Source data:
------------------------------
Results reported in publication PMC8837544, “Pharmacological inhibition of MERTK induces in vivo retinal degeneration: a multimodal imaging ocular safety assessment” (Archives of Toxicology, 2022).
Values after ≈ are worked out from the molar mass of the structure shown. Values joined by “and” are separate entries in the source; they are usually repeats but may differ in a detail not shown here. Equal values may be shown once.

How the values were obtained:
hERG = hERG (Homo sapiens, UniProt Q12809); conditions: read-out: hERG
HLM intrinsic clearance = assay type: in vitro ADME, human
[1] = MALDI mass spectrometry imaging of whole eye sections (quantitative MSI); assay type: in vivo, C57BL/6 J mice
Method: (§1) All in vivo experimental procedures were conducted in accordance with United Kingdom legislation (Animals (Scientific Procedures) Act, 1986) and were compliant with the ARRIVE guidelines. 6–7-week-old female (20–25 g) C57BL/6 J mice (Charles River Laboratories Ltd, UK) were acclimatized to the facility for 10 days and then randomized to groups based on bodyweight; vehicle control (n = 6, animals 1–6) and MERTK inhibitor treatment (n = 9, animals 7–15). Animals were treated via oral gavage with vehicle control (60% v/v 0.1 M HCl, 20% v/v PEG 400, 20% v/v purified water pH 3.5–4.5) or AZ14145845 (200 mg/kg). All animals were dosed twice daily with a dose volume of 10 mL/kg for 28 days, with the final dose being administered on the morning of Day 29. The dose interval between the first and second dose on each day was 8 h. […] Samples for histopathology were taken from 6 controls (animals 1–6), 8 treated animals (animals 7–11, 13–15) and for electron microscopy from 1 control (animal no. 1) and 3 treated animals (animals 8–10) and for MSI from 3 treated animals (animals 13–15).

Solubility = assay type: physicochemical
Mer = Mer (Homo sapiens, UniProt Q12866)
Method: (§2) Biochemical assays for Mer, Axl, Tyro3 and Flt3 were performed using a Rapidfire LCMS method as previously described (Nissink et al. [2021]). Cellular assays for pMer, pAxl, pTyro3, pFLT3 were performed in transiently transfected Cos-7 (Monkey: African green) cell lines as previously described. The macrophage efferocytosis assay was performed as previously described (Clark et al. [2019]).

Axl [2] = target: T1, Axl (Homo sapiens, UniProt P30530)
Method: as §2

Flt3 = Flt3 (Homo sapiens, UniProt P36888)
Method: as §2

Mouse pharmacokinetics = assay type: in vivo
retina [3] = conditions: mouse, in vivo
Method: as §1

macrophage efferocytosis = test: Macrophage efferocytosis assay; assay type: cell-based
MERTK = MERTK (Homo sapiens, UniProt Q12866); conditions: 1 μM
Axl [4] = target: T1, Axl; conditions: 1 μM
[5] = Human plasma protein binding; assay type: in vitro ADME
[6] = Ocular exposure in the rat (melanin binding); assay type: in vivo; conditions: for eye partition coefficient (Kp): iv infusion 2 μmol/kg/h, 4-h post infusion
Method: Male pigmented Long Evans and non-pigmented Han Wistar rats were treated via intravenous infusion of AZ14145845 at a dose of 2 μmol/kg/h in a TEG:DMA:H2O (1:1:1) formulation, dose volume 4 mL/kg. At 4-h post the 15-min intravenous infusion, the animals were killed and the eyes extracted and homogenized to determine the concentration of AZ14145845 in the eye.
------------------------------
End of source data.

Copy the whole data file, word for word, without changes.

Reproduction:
Results reported in publication PMC8837544, “Pharmacological inhibition of MERTK induces in vivo retinal degeneration: a multimodal imaging ocular safety assessment” (Archives of Toxicology, 2022).
Values after ≈ are worked out from the molar mass of the structure shown. Values joined by “and” are separate entries in the source; they are usually repeats but may differ in a detail not shown here. Equal values may be shown once.

How the values were obtained:
hERG = hERG (Homo sapiens, UniProt Q12809); conditions: read-out: hERG
HLM intrinsic clearance = assay type: in vitro ADME, human
[1] = MALDI mass spectrometry imaging of whole eye sections (quantitative MSI); assay type: in vivo, C57BL/6 J mice
Method: (§1) All in vivo experimental procedures were conducted in accordance with United Kingdom legislation (Animals (Scientific Procedures) Act, 1986) and were compliant with the ARRIVE guidelines. 6–7-week-old female (20–25 g) C57BL/6 J mice (Charles River Laboratories Ltd, UK) were acclimatized to the facility for 10 days and then randomized to groups based on bodyweight; vehicle control (n = 6, animals 1–6) and MERTK inhibitor treatment (n = 9, animals 7–15). Animals were treated via oral gavage with vehicle control (60% v/v 0.1 M HCl, 20% v/v PEG 400, 20% v/v purified water pH 3.5–4.5) or AZ14145845 (200 mg/kg). All animals were dosed twice daily with a dose volume of 10 mL/kg for 28 days, with the final dose being administered on the morning of Day 29. The dose interval between the first and second dose on each day was 8 h. […] Samples for histopathology were taken from 6 controls (animals 1–6), 8 treated animals (animals 7–11, 13–15) and for electron microscopy from 1 control (animal no. 1) and 3 treated animals (animals 8–10) and for MSI from 3 treated animals (animals 13–15).

Solubility = assay type: physicochemical
Mer = Mer (Homo sapiens, UniProt Q12866)
Method: (§2) Biochemical assays for Mer, Axl, Tyro3 and Flt3 were performed using a Rapidfire LCMS method as previously described (Nissink et al. [2021]). Cellular assays for pMer, pAxl, pTyro3, pFLT3 were performed in transiently transfected Cos-7 (Monkey: African green) cell lines as previously described. The macrophage efferocytosis assay was performed as previously described (Clark et al. [2019]).

Axl [2] = target: T1, Axl (Homo sapiens, UniProt P30530)
Method: as §2

Flt3 = Flt3 (Homo sapiens, UniProt P36888)
Method: as §2

Mouse pharmacokinetics = assay type: in vivo
retina [3] = conditions: mouse, in vivo
Method: as §1

macrophage efferocytosis = test: Macrophage efferocytosis assay; assay type: cell-based
MERTK = MERTK (Homo sapiens, UniProt Q12866); conditions: 1 μM
Axl [4] = target: T1, Axl; conditions: 1 μM
[5] = Human plasma protein binding; assay type: in vitro ADME
[6] = Ocular exposure in the rat (melanin binding); assay type: in vivo; conditions: for eye partition coefficient (Kp): iv infusion 2 μmol/kg/h, 4-h post infusion
Method: Male pigmented Long Evans and non-pigmented Han Wistar rats were treated via intravenous infusion of AZ14145845 at a dose of 2 μmol/kg/h in a TEG:DMA:H2O (1:1:1) formulation, dose volume 4 mL/kg. At 4-h post the 15-min intravenous infusion, the animals were killed and the eyes extracted and homogenized to determine the concentration of AZ14145845 in the eye.